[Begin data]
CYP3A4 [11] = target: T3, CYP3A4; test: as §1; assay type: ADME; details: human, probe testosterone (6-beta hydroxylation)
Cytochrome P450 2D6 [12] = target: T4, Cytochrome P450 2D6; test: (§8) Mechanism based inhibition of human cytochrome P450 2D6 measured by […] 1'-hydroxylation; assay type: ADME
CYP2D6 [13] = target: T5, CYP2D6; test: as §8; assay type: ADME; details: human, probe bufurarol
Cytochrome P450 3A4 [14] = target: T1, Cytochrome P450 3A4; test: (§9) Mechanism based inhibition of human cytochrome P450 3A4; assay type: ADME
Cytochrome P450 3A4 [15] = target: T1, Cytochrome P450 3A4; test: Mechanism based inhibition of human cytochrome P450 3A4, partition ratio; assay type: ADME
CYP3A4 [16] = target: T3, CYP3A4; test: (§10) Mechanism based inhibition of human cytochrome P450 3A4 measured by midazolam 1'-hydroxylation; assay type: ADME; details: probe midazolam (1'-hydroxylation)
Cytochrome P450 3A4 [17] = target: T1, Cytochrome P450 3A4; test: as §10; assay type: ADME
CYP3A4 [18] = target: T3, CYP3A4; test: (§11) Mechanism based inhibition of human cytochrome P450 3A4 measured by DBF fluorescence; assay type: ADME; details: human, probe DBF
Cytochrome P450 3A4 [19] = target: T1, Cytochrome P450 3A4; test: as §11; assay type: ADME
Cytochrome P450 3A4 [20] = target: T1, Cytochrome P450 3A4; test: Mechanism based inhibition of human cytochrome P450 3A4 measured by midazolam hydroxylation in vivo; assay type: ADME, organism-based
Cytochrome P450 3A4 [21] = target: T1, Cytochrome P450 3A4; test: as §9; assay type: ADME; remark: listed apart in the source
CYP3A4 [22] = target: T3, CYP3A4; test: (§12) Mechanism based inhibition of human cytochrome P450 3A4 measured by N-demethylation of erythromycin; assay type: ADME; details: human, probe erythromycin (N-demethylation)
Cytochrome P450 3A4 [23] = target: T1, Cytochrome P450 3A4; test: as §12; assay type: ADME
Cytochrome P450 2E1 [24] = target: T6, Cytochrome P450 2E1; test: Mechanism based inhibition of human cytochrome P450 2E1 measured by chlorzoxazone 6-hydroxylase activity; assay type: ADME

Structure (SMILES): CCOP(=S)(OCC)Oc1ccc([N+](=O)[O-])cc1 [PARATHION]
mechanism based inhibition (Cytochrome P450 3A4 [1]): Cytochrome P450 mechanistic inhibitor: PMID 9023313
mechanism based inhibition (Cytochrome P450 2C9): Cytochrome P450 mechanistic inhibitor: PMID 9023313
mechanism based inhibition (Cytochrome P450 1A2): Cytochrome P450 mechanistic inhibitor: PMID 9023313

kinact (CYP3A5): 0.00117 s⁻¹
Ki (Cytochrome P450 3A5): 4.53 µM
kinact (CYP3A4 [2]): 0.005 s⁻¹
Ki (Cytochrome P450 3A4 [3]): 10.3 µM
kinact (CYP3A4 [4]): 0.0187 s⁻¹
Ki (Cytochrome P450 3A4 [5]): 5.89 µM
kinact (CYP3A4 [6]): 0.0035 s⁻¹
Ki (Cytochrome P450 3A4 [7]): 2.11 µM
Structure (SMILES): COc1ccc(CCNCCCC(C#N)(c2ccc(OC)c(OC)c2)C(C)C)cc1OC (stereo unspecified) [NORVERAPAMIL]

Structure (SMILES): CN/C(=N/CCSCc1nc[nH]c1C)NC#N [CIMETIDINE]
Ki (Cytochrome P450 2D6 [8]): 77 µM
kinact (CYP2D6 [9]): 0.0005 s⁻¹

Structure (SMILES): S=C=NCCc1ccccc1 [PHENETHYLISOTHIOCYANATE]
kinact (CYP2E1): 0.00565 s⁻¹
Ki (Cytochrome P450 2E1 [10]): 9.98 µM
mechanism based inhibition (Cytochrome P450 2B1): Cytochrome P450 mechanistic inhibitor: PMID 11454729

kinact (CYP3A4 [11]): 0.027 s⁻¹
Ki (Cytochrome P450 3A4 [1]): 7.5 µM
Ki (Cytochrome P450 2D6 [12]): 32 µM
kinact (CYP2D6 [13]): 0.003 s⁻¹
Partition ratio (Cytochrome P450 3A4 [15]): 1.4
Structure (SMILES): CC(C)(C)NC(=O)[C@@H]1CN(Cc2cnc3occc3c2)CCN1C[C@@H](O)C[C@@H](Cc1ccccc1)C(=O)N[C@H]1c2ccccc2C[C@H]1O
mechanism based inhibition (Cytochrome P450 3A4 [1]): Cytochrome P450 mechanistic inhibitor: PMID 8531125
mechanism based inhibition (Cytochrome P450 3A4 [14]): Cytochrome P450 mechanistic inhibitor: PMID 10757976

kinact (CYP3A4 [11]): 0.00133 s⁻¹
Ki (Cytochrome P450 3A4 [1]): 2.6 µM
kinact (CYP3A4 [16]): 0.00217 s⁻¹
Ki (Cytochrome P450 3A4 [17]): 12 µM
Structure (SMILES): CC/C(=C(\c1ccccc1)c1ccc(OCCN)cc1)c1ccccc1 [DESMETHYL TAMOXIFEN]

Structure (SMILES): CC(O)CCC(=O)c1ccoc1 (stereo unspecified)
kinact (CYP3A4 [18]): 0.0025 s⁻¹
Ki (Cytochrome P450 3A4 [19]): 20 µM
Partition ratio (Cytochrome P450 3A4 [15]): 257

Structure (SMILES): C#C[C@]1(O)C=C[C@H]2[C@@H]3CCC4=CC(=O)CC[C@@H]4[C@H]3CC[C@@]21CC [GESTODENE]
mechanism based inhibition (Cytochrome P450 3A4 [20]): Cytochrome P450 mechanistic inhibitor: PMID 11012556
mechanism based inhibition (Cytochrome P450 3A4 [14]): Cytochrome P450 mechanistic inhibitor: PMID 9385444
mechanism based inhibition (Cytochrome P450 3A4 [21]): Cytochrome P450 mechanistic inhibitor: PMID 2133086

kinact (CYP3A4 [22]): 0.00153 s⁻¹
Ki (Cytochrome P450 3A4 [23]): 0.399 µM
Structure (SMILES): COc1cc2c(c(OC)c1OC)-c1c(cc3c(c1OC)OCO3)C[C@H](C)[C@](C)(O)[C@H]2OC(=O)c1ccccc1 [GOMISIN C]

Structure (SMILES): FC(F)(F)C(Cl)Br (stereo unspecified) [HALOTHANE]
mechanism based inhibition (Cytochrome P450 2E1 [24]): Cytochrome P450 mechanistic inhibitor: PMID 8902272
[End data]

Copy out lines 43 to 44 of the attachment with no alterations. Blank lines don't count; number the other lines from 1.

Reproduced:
kinact (CYP3A4 [11]): 0.00133 s⁻¹
Ki (Cytochrome P450 3A4 [1]): 2.6 µM